Once you've submitted your Common Application essay, it's usually a bad idea to write to colleges to say “Never mind." This conveys a message to the admission committees that suggests, “I didn't put adequate thought into my initial try, so now I expect you to take extra time to deal with a non-standard situation." Yet, over the eons, “The Dean" has sometimes seen students send second essays with no apparent penalty. Thus, I'll occasionally say, “Go ahead and try it," but only when the pros seem to outweigh potential cons.
In your case, however, they may not. For starters, even if you send a second essay, it's likely that the admission officials will look at your first one as well. (This will depend on protocol at different colleges, which will vary.) Secondly, because your English teacher signed off on your essay, I assume that the organization, spelling and mechanics were fine. So the real issue here is that you wrote about depression which your private counselor has told you is a no-no, but may actually not be. It depends on what you said.
I, too, often discourage students from writing about depression unless this depression caused low grades or other transcript anomalies that cry out to be explained. But even then, I typically advise using the “Additional Information" section of the application for this explanation, rather than the primary essay. Nonetheless, I've read primary essays written on depression that were excellent ... and appropriate. The quality of the writing is what counts the most. However, it's also important for a depression essay to state (or to at least imply) that its author is fully ready to embrace college life ... with all of its potential stresses.
So if you think that your essay shows that you've overcome your post-divorce depression and that your essay won't leave admission folks wondering if you can handle the adjustment to college life, then don't worry about this anymore. But if you suspect that this essay will spawn concern in admission offices that you're not ready for the demands just ahead, then you might want to send an “update" letter to all your colleges that clarifies your readiness. Ask the college officials to add this to your file. (And if you fear that perhaps you're really not ready, consider a gap year. Then you can reapply with a brand-new essay!)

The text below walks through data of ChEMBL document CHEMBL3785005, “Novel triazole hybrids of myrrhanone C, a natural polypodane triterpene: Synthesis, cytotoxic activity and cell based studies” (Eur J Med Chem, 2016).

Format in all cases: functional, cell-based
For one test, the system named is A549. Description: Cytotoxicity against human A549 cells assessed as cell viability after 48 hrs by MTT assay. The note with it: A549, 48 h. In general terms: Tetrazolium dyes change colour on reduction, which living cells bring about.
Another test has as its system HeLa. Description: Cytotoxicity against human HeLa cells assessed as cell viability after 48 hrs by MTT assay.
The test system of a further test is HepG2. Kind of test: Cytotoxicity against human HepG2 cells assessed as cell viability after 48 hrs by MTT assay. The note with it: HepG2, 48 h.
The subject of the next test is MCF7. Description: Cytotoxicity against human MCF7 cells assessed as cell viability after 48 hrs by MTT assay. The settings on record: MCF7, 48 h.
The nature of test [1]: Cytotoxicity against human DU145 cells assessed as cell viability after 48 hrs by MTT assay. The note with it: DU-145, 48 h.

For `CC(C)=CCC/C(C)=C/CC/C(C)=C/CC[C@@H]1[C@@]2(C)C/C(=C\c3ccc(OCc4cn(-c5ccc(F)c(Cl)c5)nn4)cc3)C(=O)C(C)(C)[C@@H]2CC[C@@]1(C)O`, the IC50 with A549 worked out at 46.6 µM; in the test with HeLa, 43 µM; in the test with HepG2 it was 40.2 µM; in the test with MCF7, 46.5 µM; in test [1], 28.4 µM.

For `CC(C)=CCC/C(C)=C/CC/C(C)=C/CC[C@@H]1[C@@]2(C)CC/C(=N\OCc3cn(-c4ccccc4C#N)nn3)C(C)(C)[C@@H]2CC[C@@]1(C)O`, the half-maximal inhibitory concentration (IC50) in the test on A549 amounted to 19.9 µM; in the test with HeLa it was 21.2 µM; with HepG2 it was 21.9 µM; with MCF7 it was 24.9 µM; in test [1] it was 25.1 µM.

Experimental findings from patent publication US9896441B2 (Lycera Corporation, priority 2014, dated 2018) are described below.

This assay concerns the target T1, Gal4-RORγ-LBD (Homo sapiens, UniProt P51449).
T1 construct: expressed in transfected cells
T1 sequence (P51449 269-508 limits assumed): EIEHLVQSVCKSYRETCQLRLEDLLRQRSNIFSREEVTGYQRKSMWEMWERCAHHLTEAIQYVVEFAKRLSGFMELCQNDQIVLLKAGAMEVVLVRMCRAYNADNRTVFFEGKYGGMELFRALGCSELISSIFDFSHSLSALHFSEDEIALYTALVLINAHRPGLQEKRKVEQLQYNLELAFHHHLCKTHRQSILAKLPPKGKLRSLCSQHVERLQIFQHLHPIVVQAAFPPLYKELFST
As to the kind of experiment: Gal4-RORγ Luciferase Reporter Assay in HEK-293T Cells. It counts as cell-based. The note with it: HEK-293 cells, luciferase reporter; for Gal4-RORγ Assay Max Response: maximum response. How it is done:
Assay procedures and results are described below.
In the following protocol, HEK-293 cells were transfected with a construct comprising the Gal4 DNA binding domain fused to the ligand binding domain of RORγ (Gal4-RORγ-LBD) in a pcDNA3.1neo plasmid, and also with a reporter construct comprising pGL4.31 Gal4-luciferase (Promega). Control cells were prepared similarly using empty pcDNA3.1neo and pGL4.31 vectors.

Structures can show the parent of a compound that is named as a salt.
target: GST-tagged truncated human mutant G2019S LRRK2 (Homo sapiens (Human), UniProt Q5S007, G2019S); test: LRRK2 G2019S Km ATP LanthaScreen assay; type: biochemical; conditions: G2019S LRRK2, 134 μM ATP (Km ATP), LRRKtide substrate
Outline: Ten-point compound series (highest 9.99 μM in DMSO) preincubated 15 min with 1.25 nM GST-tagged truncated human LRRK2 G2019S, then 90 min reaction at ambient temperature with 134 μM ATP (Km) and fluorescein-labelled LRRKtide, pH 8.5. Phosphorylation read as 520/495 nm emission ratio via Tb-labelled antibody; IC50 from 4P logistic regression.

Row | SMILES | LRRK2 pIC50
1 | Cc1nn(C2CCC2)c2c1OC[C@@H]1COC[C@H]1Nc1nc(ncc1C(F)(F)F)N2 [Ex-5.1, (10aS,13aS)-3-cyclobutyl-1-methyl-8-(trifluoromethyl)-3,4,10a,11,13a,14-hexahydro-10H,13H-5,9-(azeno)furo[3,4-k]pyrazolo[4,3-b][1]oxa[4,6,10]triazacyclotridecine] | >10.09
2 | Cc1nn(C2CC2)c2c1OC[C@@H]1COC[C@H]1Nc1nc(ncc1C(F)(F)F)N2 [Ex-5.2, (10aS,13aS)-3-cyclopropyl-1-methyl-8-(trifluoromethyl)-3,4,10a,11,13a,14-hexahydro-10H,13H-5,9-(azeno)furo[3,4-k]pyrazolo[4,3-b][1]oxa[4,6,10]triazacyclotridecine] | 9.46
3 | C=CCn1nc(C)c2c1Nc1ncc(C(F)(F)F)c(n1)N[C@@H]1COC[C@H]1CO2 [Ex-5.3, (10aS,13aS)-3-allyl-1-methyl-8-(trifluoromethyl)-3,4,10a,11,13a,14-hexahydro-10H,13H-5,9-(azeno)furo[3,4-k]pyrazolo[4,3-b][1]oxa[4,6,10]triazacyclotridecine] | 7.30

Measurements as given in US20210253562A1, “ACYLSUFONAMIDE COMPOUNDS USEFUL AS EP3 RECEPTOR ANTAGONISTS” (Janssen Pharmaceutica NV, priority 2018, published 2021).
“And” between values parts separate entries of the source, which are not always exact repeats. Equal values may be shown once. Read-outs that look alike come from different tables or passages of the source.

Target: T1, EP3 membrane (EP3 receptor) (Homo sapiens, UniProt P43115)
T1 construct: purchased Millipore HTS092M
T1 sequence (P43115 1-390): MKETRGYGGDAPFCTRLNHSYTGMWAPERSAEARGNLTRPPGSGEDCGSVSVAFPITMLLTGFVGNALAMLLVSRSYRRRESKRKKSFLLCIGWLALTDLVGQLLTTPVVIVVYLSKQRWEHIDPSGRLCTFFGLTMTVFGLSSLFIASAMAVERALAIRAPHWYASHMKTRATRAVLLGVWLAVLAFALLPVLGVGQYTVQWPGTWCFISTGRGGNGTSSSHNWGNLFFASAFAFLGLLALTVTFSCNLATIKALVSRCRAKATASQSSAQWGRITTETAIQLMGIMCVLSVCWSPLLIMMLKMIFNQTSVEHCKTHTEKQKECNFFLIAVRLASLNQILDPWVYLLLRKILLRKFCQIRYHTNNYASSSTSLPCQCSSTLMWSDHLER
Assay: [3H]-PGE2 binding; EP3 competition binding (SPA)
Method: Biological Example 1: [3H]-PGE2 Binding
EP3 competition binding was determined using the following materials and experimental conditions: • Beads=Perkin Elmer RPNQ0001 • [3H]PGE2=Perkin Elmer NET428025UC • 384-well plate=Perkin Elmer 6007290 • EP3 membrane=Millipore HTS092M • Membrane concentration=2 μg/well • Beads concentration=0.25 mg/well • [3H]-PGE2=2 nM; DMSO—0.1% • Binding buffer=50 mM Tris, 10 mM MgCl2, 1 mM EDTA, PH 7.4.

From your question, it sounds as if one reason that the consultant disliked your Common App essay was that it didn't fit the prompt provided for the supplemental essay. Of course, “The Dean" can't weigh in on this without seeing both. However, if the consultant's main objection was that you raised a red flag by mentioning depression, you should rest assured that it may not be a problem at all, as long as admission committees don't question your fitness to start college next fall.
Finally, keep in mind that the struggle with depression is part of who you are, and even if you've been told that it's not the wisest essay topic choice, it's certainly an honest one. So take comfort in the fact that the colleges that accept you anyway are welcoming the real you, and not some whitewashed version that was created for your applications.
If you'd like to submit a question to College Confidential, please send it along here.
In the U.S. college system, "Likely Letters" are excellent news for the select few who receive them. Colleges don'…
Choosing where to apply and applying to college is hard enough, but when you’re trans, non-binary, genderfluid, or genderqueer, t…
It happens from time to time – you've started college, but you realize that perhaps your university wasn't the best cho…